Nambung National Park, Australia


Nambung National Park is a national park in the Wheatbelt region of Western Australia, 200 km northwest of Perth, Australia and 17 km south of the small coastal town of Cervantes. The park contains the Pinnacles Desert which is an area with thousands of limestone formations called pinnacles.

The park derives its name from an indigenous Australian word possibly meaning crooked or winding. The word was first used in 1938 when naming the Nambung River which flows into the park and disappears into a cave system within the limestone. The Yued people are the acknowledged traditional custodians of the land since before the arrival of Europeans.

Nambung National Park also contains beaches at Kangaroo Point and Hangover Bay, as well as coastal dunes and flowering plants in low heathland areas. A boardwalk in the northern area of the park at Lake Thetis allows visitors to view thrombolites which, like stromatolites, are structures built by micro-organisms, especially cyanobacteria. Some of the fossilized thrombolites have been dated to 3.6 billion years old. The Pinnacles Desert Discovery Centre features exhibits about the geology of the pinnacles formations and the cultural and natural heritage values of the area.


The park is bordered to the north by the Southern Beekeeper’s Nature Reserve and to the south by Wanagarren Nature Reserve. A large area of vacant Crown land is found along much of the eastern boundary while the Indian Ocean defines the park’s western boundary. Visitors can access the Pinnacles Desert from points north or south of Cervantes via the Indian Ocean Drive or via Cervantes Road from the east. The park is located 17 km south of Cervantes.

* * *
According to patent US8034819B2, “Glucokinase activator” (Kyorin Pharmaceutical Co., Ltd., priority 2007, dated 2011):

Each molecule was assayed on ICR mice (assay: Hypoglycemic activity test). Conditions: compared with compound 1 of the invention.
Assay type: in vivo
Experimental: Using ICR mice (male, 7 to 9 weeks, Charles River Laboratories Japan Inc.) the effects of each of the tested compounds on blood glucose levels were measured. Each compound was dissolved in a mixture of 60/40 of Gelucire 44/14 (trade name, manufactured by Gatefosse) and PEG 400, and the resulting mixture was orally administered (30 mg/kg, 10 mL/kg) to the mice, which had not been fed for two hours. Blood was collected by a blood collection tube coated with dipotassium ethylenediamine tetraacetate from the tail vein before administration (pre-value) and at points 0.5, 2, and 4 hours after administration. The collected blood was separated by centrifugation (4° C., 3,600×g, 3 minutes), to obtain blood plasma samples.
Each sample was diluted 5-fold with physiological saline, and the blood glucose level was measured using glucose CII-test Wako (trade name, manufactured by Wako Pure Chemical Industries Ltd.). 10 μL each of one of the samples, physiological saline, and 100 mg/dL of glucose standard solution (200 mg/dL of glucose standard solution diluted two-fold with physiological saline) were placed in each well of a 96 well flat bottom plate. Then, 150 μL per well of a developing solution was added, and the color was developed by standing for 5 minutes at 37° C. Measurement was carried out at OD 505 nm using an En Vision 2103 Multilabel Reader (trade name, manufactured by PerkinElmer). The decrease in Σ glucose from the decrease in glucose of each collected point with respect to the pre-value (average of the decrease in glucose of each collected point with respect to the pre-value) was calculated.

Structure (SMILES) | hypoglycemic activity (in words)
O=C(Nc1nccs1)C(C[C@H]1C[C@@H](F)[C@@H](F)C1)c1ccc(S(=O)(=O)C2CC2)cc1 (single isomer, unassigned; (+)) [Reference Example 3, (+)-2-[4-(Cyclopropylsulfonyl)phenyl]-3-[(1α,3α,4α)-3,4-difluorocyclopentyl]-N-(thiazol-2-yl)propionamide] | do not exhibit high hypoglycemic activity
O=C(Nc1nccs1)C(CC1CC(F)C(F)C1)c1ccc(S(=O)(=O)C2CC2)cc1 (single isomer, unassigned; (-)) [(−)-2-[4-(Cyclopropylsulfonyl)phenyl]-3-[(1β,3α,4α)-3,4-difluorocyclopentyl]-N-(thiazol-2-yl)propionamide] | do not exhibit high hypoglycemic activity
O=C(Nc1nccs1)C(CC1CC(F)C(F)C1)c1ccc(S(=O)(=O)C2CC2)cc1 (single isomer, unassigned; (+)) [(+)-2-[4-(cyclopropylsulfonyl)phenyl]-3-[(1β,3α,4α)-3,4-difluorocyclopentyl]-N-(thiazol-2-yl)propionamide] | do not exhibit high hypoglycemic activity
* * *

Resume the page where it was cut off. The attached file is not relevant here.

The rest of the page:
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The Pinnacles Desert contains thousands of limestone pillars. The pillars are the weathered and eroded fragments of limestone beds composed of deposited marine organisms such as coral and molluscs. Some of the tallest pinnacles reach heights of up to 3.5m above the yellow sand base. The different types of formations include ones which are much taller than they are wide and resemble columns—suggesting the name of Pinnacles—while others are only a meter or so in height and width resembling short tombstones. A cross-bedding structure can be observed in many pinnacles where the angle of deposited sand changed suddenly due to changes in prevailing winds during formation of the limestone beds. Pinnacles with tops similar to mushrooms are created when the calcrete capping is harder than the limestone layer below it. The relatively softer lower layers weather and erode at a faster rate than the top layer leaving behind more material at the top of the pinnacle.



Note: The above post is reprinted from materials provided by Wikipedia.